Yet, in the vast world of social media, inspiration can come from anything. For Dusty, it was Goth Dad, but as he says when talking with other up-and-coming artists, “if you aren’t an inherently cheesy weirdo like I am, being ‘Indie Dad’ or ‘Rock Dad’ won’t work”. He even says following “dumb trendy videos” isn’t the best way. “You have to find how to make something that’s so extraordinarily personal not, and figure out a way to make it general, accessible, and relatable which is the hardest part, but it has to come naturally. “What do you do to bring humour or make it visually enticing to show off this tender thing inside of you? That’s really tough; it’s something I still struggle with, but it’s doable, I see brilliant content all the time I get loads of inspiration from.”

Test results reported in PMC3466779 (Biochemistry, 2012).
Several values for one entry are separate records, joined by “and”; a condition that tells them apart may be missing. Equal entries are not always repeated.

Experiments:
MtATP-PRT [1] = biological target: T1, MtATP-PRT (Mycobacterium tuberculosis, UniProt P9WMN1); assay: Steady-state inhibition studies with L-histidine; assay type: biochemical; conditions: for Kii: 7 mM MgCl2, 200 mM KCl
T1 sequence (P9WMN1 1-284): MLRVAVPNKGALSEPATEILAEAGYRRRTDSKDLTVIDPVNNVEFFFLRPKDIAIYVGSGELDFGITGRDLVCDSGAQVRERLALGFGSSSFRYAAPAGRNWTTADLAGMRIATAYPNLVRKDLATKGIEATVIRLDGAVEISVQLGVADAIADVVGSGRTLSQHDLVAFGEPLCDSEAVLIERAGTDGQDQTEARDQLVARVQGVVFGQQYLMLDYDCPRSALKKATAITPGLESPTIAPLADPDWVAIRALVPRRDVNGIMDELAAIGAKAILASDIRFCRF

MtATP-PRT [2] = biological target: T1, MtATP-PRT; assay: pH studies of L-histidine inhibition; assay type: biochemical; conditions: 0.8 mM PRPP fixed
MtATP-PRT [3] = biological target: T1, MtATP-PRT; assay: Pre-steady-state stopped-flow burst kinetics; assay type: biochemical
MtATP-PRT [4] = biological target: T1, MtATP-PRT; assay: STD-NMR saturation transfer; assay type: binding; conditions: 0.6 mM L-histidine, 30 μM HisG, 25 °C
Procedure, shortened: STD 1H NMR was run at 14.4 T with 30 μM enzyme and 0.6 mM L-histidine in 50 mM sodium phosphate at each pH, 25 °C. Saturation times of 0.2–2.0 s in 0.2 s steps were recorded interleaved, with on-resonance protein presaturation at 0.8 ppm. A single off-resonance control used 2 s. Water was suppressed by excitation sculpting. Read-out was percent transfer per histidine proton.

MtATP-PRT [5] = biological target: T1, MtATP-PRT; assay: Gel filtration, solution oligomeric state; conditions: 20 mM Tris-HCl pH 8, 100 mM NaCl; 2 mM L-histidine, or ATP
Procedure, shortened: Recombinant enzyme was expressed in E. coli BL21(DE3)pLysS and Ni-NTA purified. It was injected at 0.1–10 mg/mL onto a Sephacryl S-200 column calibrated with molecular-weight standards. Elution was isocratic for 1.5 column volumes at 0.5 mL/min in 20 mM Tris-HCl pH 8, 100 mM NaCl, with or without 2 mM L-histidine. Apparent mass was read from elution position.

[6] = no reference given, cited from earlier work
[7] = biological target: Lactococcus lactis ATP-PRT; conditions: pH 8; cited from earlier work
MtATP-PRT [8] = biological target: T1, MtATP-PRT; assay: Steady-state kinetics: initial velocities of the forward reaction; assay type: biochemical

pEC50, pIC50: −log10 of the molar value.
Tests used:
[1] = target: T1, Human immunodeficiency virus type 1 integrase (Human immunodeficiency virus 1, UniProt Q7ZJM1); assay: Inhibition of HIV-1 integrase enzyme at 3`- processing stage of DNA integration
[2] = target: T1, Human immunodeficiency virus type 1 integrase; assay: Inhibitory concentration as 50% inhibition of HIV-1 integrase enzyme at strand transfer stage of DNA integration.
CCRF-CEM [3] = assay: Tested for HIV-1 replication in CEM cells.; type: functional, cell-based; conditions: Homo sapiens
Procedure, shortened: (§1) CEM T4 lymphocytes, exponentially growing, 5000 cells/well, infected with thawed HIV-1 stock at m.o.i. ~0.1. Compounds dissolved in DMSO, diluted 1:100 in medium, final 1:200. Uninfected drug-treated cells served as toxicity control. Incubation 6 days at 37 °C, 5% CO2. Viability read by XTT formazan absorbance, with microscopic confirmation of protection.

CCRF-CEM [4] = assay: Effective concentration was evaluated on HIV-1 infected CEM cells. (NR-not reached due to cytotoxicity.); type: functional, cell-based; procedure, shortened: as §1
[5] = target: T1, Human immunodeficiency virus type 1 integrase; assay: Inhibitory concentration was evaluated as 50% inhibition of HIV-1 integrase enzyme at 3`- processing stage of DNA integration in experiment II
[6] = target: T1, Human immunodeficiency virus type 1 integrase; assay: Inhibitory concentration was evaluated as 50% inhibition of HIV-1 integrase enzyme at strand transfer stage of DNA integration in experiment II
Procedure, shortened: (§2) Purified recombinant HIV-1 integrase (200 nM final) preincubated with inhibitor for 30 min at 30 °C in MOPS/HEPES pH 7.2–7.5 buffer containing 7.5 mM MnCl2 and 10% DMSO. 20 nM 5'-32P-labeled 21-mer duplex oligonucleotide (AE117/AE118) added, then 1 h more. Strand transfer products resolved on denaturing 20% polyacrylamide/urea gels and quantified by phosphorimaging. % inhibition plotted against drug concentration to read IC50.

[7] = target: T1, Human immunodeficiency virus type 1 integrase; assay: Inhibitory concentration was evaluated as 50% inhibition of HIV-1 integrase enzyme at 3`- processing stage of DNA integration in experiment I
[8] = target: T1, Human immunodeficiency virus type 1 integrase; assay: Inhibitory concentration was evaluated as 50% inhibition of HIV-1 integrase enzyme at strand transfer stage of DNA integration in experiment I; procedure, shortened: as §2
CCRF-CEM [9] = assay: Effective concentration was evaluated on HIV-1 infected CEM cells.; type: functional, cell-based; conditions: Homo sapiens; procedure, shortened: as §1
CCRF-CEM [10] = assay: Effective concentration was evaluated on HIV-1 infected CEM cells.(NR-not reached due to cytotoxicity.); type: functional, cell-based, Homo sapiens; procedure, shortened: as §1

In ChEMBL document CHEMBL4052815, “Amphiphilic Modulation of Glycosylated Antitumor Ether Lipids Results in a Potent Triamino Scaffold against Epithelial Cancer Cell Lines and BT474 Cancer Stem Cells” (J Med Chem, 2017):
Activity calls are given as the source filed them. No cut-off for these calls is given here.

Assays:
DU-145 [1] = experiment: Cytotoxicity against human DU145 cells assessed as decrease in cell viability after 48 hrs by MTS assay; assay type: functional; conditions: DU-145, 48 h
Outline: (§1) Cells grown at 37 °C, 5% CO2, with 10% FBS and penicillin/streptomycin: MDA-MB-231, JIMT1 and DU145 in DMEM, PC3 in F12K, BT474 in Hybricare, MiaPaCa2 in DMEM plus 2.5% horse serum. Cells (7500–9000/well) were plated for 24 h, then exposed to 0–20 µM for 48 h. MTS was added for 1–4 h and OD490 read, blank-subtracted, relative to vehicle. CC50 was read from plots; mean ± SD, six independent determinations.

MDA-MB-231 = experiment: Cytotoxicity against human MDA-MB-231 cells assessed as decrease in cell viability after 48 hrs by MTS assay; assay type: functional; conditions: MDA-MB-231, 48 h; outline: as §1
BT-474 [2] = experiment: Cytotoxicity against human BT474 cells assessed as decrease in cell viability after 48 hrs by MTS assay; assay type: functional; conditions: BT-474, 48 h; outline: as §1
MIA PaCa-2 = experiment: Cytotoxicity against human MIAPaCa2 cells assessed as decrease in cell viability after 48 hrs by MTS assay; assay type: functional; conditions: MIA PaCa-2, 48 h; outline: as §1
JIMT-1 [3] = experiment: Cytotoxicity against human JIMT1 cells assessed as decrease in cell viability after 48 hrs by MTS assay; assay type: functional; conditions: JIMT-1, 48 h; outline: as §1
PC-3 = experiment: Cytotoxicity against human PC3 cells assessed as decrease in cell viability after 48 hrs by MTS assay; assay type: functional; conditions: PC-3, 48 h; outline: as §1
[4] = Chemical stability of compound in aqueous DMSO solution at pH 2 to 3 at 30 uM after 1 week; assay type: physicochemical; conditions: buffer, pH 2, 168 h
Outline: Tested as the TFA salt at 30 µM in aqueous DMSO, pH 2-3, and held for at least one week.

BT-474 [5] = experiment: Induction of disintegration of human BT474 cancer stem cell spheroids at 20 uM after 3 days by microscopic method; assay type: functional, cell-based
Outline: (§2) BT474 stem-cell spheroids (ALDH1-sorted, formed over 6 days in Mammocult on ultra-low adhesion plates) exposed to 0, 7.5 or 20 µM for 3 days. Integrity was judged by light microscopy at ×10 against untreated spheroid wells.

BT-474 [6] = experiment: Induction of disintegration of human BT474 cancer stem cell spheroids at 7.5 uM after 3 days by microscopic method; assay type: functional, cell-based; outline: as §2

It’s not a surprise they sit on almost 100k listeners across Apple Music and Spotify, have toured across America, the UK, opened for Dusty’s favourite band, The Chameleons, and had record companies fighting for them when producing their first two albums and now third. It’s the unique inspiration in all aspects of his musical career, alongside the charming riffs and catchy melodies, which have taken him and the band so far.

This uniqueness can really be sensed through how he writes through emotion. He believes it’s the true way to “unbalance chemicals”. “You know, Emily knows the theory, but if you play on emotion and feeling it takes a hell of a lot longer, but it’s where I think you find the coolest melodies and riffs. “It alters your mood and sense of reality based on sound and you can tap into and find really interesting things when playing and experimenting in this way.”  

He then adds his friend puts it perfectly, “music is a consequence-free drug”. Well, that drug is way better than morphine.